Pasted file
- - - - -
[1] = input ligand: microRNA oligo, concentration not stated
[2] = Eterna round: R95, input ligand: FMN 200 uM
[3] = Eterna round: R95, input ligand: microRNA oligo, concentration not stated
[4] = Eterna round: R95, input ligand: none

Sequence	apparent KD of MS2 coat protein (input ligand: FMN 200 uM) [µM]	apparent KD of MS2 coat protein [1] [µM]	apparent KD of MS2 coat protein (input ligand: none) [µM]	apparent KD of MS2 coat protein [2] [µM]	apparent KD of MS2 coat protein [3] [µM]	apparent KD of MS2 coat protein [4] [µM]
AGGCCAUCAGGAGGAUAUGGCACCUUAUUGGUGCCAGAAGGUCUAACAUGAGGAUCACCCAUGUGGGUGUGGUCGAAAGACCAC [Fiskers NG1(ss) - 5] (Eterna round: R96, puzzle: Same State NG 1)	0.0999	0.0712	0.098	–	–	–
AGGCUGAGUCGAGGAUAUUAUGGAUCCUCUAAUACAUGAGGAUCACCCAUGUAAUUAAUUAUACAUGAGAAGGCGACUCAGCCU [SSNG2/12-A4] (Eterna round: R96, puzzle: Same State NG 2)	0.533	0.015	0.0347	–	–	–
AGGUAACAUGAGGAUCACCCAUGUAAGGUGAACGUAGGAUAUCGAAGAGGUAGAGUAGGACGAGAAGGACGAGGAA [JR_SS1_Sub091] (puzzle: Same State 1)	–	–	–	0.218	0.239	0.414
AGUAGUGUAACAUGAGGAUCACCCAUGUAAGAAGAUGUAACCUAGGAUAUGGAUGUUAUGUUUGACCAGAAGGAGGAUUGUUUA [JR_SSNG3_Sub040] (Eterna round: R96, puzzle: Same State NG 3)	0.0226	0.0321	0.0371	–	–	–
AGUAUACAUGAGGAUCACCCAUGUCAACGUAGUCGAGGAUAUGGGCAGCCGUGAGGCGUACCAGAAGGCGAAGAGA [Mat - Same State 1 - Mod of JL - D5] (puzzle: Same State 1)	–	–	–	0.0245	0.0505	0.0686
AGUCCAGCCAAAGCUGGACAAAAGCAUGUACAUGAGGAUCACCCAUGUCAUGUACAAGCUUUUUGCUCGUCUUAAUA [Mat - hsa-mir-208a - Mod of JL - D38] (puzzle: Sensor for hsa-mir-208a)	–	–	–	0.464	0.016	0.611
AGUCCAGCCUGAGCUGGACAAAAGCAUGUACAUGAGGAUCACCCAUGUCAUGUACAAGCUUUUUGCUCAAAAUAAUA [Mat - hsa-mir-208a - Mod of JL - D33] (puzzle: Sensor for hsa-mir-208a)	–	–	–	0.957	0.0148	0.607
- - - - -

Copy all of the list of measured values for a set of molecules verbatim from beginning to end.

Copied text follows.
[1] = input ligand: microRNA oligo, concentration not stated
[2] = Eterna round: R95, input ligand: FMN 200 uM
[3] = Eterna round: R95, input ligand: microRNA oligo, concentration not stated
[4] = Eterna round: R95, input ligand: none

Sequence	apparent KD of MS2 coat protein (input ligand: FMN 200 uM) [µM]	apparent KD of MS2 coat protein [1] [µM]	apparent KD of MS2 coat protein (input ligand: none) [µM]	apparent KD of MS2 coat protein [2] [µM]	apparent KD of MS2 coat protein [3] [µM]	apparent KD of MS2 coat protein [4] [µM]
AGGCCAUCAGGAGGAUAUGGCACCUUAUUGGUGCCAGAAGGUCUAACAUGAGGAUCACCCAUGUGGGUGUGGUCGAAAGACCAC [Fiskers NG1(ss) - 5] (Eterna round: R96, puzzle: Same State NG 1)	0.0999	0.0712	0.098	–	–	–
AGGCUGAGUCGAGGAUAUUAUGGAUCCUCUAAUACAUGAGGAUCACCCAUGUAAUUAAUUAUACAUGAGAAGGCGACUCAGCCU [SSNG2/12-A4] (Eterna round: R96, puzzle: Same State NG 2)	0.533	0.015	0.0347	–	–	–
AGGUAACAUGAGGAUCACCCAUGUAAGGUGAACGUAGGAUAUCGAAGAGGUAGAGUAGGACGAGAAGGACGAGGAA [JR_SS1_Sub091] (puzzle: Same State 1)	–	–	–	0.218	0.239	0.414
AGUAGUGUAACAUGAGGAUCACCCAUGUAAGAAGAUGUAACCUAGGAUAUGGAUGUUAUGUUUGACCAGAAGGAGGAUUGUUUA [JR_SSNG3_Sub040] (Eterna round: R96, puzzle: Same State NG 3)	0.0226	0.0321	0.0371	–	–	–
AGUAUACAUGAGGAUCACCCAUGUCAACGUAGUCGAGGAUAUGGGCAGCCGUGAGGCGUACCAGAAGGCGAAGAGA [Mat - Same State 1 - Mod of JL - D5] (puzzle: Same State 1)	–	–	–	0.0245	0.0505	0.0686
AGUCCAGCCAAAGCUGGACAAAAGCAUGUACAUGAGGAUCACCCAUGUCAUGUACAAGCUUUUUGCUCGUCUUAAUA [Mat - hsa-mir-208a - Mod of JL - D38] (puzzle: Sensor for hsa-mir-208a)	–	–	–	0.464	0.016	0.611
AGUCCAGCCUGAGCUGGACAAAAGCAUGUACAUGAGGAUCACCCAUGUCAUGUACAAGCUUUUUGCUCAAAAUAAUA [Mat - hsa-mir-208a - Mod of JL - D33] (puzzle: Sensor for hsa-mir-208a)	–	–	–	0.957	0.0148	0.607